How to Calculate the Calories You Burn During Exercise

How to Calculate the Calories You Burn During Exercise

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There are a number of ways to burn calories. To figure out exactly how many you burn each day, or your total energy expenditure (TEE), you need to know your basal metabolic rate (BMR), the thermic effect of food (TEF) you eat, and your general activity level. Exercise is the fourth factor and one that has the potential to burn the most calories.


Whether you're trying to lose weight, want to know how much to fuel your body after a workout, or are just curious about how many calories you burned during exercise, you can estimate your calorie expenditure by using a simple calculator.

To use this "calories burned exercising" calculator, you'll need to pick your activity, enter how long you performed it for, and enter your weight. Though you're burning calories all the time simply by doing your normal daily activities, exercise can help you burn even more. The amount depends on the type of exercise and how long you do it.

Alternatively, you can use an activity tracker to track your calories burned.

Calories Burned Formula

The basic formula for the calculator is:

Total calories burned = Duration (in minutes)*(MET*3.5*weight in kg)/200

Calculators have an activity MET (metabolic equivalent for task) built-in. This number estimates how much energy the body uses during a specific activity. It varies based on activity and is standardized so that it can be used across the board for different people and so that it's easier to compare different activities to each other.

For example, low-impact aerobic dancing (5 METs) burns fewer calories per minute compared to high-impact aerobic dancing (7 METs). Slow-paced walking (3 METs) burns less.


Keep in mind that this is a very broad estimate and it isn't going to be exact. The only way to get a truly accurate number is to go to a lab and have them hook you up to machines that measure everything from your VO2 max (maximum oxygen uptake) to your maximum heart rate.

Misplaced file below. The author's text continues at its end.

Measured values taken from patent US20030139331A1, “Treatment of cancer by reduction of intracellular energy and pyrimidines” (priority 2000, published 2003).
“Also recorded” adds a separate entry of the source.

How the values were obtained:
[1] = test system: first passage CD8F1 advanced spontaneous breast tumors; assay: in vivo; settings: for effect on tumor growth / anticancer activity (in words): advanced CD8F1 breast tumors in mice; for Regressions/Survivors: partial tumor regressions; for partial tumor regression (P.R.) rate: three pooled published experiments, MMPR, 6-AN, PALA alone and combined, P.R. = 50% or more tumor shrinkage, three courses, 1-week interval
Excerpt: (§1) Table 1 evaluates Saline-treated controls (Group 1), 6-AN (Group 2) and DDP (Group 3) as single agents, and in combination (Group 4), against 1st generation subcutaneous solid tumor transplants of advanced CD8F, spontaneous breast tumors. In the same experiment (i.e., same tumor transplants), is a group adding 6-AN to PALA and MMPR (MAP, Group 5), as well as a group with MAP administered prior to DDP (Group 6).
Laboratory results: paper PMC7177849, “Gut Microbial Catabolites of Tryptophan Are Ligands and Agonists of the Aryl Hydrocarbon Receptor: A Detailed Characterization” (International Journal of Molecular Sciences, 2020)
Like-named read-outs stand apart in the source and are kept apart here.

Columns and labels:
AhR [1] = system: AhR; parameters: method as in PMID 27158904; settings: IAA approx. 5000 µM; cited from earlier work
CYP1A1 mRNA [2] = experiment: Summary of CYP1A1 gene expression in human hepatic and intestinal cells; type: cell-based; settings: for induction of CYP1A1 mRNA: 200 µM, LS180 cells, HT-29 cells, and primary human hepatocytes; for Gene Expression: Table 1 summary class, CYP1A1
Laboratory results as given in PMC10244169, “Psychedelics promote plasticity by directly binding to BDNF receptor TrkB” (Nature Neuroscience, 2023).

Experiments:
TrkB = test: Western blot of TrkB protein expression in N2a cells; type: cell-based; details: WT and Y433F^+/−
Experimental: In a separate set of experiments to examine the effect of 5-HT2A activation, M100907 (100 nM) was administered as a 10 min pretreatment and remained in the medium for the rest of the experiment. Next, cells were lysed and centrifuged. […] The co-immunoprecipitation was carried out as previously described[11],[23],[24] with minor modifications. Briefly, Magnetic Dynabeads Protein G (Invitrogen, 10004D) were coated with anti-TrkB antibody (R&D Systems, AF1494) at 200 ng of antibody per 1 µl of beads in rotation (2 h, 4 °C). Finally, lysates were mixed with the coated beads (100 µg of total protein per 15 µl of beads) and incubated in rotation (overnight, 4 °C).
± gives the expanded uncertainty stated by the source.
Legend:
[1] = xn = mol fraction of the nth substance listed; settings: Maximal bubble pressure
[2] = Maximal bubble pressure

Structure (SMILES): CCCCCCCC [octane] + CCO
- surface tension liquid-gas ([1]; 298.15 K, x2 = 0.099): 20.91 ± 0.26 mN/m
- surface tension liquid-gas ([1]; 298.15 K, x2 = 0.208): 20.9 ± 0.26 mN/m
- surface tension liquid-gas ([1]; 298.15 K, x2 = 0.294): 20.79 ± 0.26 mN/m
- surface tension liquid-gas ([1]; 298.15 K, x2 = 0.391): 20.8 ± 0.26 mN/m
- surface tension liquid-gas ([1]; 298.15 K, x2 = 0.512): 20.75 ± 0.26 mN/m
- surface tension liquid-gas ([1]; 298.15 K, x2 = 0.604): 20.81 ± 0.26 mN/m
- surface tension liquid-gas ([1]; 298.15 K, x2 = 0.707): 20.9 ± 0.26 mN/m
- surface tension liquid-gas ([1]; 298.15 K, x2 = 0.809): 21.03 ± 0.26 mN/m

Since most people will not go to such lengths, use your estimate of calories burned as a base point to track your workouts. If you typically burn a certain number of calories during a certain type of workout, you can increase that number to burn more calories or decrease it if you're feeling burned out or overtrained.

Most cardio machines will give you a general number of calories burned, but keep in mind that's just an estimate as well.

Other Factors

The machine doesn't take into account all of the factors that influence exercise intensity such as:

  • Age: The older you are, the harder you have to work to get to a higher intensity level of activity.
  • Body Composition: A person with more muscle will often burn more calories than a person with higher body fat.
  • Temperature: The warmer the environment you're working out in, the more calories you will burn. This raises your body temperature so you do have to warm up as much and more energy can be directed toward calorie burn. You can also workout longer but should be cautious not to overdo it to the point of heat exhaustion.
  • Fitness Level: An experienced exerciser will burn fewer calories because his or her body has become more efficient at exercise.